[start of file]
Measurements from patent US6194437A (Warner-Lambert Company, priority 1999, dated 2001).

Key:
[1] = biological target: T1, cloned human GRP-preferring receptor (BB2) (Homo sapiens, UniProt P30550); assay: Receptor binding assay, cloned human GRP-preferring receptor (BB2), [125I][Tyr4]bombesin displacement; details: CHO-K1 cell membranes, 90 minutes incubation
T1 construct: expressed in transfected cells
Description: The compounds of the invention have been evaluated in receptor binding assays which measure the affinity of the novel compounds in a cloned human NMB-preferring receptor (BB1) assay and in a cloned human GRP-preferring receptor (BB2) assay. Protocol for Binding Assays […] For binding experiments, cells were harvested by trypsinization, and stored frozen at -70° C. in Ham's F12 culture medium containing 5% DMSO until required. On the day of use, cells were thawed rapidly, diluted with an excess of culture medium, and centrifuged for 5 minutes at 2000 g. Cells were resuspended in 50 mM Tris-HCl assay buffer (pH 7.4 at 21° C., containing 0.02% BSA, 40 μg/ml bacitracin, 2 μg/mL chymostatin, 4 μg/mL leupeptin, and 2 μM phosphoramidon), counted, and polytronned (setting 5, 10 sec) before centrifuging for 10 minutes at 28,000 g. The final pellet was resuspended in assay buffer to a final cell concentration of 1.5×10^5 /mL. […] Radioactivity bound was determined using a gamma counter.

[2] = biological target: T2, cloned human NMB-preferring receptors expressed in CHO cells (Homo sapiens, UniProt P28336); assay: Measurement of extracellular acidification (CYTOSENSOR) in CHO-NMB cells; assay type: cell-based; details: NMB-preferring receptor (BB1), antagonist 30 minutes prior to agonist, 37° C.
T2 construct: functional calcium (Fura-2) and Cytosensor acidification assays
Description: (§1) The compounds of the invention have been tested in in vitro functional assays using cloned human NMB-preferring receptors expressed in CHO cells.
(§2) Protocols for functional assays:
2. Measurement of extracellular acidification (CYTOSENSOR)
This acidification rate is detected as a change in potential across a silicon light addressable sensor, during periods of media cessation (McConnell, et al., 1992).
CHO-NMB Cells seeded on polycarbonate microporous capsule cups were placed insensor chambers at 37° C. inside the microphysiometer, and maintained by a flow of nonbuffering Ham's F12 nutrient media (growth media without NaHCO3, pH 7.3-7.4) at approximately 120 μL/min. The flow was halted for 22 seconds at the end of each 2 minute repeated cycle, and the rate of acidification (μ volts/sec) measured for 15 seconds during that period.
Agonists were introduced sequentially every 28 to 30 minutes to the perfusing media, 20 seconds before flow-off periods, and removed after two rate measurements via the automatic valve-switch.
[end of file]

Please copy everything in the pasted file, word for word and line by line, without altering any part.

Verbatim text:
Measurements from patent US6194437A (Warner-Lambert Company, priority 1999, dated 2001).

Key:
[1] = biological target: T1, cloned human GRP-preferring receptor (BB2) (Homo sapiens, UniProt P30550); assay: Receptor binding assay, cloned human GRP-preferring receptor (BB2), [125I][Tyr4]bombesin displacement; details: CHO-K1 cell membranes, 90 minutes incubation
T1 construct: expressed in transfected cells
Description: The compounds of the invention have been evaluated in receptor binding assays which measure the affinity of the novel compounds in a cloned human NMB-preferring receptor (BB1) assay and in a cloned human GRP-preferring receptor (BB2) assay. Protocol for Binding Assays […] For binding experiments, cells were harvested by trypsinization, and stored frozen at -70° C. in Ham's F12 culture medium containing 5% DMSO until required. On the day of use, cells were thawed rapidly, diluted with an excess of culture medium, and centrifuged for 5 minutes at 2000 g. Cells were resuspended in 50 mM Tris-HCl assay buffer (pH 7.4 at 21° C., containing 0.02% BSA, 40 μg/ml bacitracin, 2 μg/mL chymostatin, 4 μg/mL leupeptin, and 2 μM phosphoramidon), counted, and polytronned (setting 5, 10 sec) before centrifuging for 10 minutes at 28,000 g. The final pellet was resuspended in assay buffer to a final cell concentration of 1.5×10^5 /mL. […] Radioactivity bound was determined using a gamma counter.

[2] = biological target: T2, cloned human NMB-preferring receptors expressed in CHO cells (Homo sapiens, UniProt P28336); assay: Measurement of extracellular acidification (CYTOSENSOR) in CHO-NMB cells; assay type: cell-based; details: NMB-preferring receptor (BB1), antagonist 30 minutes prior to agonist, 37° C.
T2 construct: functional calcium (Fura-2) and Cytosensor acidification assays
Description: (§1) The compounds of the invention have been tested in in vitro functional assays using cloned human NMB-preferring receptors expressed in CHO cells.
(§2) Protocols for functional assays:
2. Measurement of extracellular acidification (CYTOSENSOR)
This acidification rate is detected as a change in potential across a silicon light addressable sensor, during periods of media cessation (McConnell, et al., 1992).
CHO-NMB Cells seeded on polycarbonate microporous capsule cups were placed insensor chambers at 37° C. inside the microphysiometer, and maintained by a flow of nonbuffering Ham's F12 nutrient media (growth media without NaHCO3, pH 7.3-7.4) at approximately 120 μL/min. The flow was halted for 22 seconds at the end of each 2 minute repeated cycle, and the rate of acidification (μ volts/sec) measured for 15 seconds during that period.
Agonists were introduced sequentially every 28 to 30 minutes to the perfusing media, 20 seconds before flow-off periods, and removed after two rate measurements via the automatic valve-switch.